Footage shows PYD/YPG declaring war on Turkey in Syria's Amude, hometown of Ankara bomber

DAILY SABAH
ISTANBUL
Published 18.02.2016 00:00
Updated 19.02.2016 17:10

What Turkey has been trying hard to tell the U.S. and the West in general that there can be no "good terrorist" proved true once again with a video in which militants of the PKK's Syrian wing PYD show their real faces.

Defended and backed by the U.S. and Russia, the Democratic Union Party's (PYD) armed wing People's Protection Units (YPG) terrorists openly declared war on Turkey on Feb. 10, days before the deadly Ankara bombing, which claimed 28 lives and left 61 people injured.

In the video recorded in Syria's PYD-controlled Amude, the hometown of Saleh Najer who is the perpetrator of the second Ankara bombing that took place on Wednesday, a group of armed YPG militants are seen lined up in single files, apparently before a training session. The commander, speaking to the terrorists, is heard shouting slogans and uttering threats against Turkey in an attempt to provoke Kurdish people living in southeastern Turkey.

"As the people of Amude, from now on, we will defend the rights of our people, using every means available as Asayish, YPG, YPJ and HPJ," he says in the video.

"Our people are the same, we don't recognize any borders or boundaries. Amude is Nusaybin, Cizre, Diyarbakır. We will abolish the rotten borders," the commander adds, vowing unity with PKK terrorists living in Turkey.

"We will defend the rights of our people in the North [in southeastern Turkey]. With our people in Western and Northern Kurdistan, we will make [President Recep Tayyip] Erdoğan drown in his own blood," he pledges, adding that the PYD will "try" the President.

"What we are saying is, the fight of Western Kurdistan is the fight of Northern Kurdistan," he concludes labeling southeastern Turkey as part of the so-called "Kurdistan" while pointing to the PKK's war against the Turkish state and PYD-ruled parts of Northern Syria.

In the end of the video, the militants shout "Serok Apo" that means "Leader Apo," paying homage to the PKK leader Abdullah Öcalan, who has been serving a life sentence in İmralı Island in the Marmara Sea since 1999 when he was captured by Turkish security forces in Kenya.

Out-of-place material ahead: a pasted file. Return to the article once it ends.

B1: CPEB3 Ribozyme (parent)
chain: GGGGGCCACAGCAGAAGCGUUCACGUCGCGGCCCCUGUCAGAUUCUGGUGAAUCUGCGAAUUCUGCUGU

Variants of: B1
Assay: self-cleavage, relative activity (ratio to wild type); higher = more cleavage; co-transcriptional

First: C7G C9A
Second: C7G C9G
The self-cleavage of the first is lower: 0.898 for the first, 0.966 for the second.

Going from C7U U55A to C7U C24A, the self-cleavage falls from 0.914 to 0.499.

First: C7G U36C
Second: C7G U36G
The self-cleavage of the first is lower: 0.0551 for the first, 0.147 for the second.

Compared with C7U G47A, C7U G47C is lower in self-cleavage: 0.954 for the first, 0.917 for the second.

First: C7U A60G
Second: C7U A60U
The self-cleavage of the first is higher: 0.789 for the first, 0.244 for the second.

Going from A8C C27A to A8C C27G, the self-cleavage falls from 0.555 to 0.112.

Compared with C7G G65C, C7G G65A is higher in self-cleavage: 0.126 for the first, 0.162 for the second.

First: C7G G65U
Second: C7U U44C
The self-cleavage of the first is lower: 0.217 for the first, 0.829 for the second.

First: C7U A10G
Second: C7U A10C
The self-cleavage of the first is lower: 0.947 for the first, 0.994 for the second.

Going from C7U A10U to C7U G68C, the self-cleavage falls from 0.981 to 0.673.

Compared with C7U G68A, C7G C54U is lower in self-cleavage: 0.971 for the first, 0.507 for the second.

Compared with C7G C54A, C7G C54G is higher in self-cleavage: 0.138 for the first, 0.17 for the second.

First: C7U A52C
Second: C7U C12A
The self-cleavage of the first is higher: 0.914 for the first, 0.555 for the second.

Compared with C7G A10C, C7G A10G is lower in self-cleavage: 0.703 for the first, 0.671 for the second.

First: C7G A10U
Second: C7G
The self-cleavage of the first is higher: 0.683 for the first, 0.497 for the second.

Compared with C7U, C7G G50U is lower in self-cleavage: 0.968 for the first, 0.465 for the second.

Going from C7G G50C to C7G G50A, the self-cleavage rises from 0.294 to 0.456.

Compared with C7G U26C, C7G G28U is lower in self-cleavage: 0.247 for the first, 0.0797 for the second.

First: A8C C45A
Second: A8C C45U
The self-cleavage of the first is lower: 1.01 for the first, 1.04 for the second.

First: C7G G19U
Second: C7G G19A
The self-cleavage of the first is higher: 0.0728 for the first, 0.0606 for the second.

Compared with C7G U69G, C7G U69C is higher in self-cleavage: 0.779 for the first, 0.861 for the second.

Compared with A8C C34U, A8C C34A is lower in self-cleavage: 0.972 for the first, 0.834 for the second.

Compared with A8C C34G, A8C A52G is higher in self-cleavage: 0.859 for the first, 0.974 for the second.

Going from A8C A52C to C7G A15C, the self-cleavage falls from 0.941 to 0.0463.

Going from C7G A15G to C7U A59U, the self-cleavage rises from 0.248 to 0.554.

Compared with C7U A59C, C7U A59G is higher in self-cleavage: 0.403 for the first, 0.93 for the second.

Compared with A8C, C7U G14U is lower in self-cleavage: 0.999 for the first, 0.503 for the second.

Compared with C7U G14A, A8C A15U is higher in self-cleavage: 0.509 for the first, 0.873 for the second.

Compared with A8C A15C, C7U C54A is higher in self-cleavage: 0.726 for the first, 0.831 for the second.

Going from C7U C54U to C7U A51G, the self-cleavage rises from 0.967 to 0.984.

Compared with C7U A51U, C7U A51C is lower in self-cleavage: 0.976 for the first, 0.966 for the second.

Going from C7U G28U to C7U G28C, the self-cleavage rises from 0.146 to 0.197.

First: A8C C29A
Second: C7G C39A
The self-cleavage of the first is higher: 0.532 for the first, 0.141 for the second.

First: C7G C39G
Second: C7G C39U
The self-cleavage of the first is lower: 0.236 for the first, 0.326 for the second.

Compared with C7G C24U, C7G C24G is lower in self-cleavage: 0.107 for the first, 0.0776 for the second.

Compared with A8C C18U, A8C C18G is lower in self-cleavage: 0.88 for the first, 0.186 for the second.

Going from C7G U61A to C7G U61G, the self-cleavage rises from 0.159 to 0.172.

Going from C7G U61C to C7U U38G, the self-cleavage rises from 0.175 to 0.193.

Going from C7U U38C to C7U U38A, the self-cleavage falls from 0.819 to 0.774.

In January, another video had emerged in which an English-speaking man, believed to be a fighter from the YPG, making a call for Westerners to join the ranks of the armed group and conduct terrorist attacks against the Turkish state.

The footage showed the man, with his face covered by a scarf andhis rifle leaning on his leg, while he makes a statement to a group gathered around him, urging Kurds and Westerners to arm against the Turkish state. Beside the man also stands other western PYD members who are, reportedly, part of the PYD's international unit.

"Attack the institutions of the Turkish state all over the world. Come to Kurdistan and join the forces of the YPJ (women's branch of the YPG), YPS (the newly formed armed wing of the YPG in Turkey) and the guerrillas," the man says in the video.

While Ankara asserts that the PYD is affiliated with the PKK, a designated terrorist organization by the U.S., EU and NATO, Washington does not share Ankara's concern and continue arming the group.

The U.S. provided arms to the PYD in October, which drew heavy criticism from Ankara. The U.S. air force dropped 50 tons of arms and ammunition to the PYD in the northern Syrian province of al-Hasakah. The 112 pallets reportedly contained ammunition for M-16s and AK-47s.

Defending the PYD because it fights Daesh on the ground in Syria, Washington continues to read from a different page to Ankara concerning the PYD. Even though the U.S. says the PYD is the only effective force fighting Daesh on the ground, Ankara reiterates that there cannot be any distinction of good or bad terrorist organizations.

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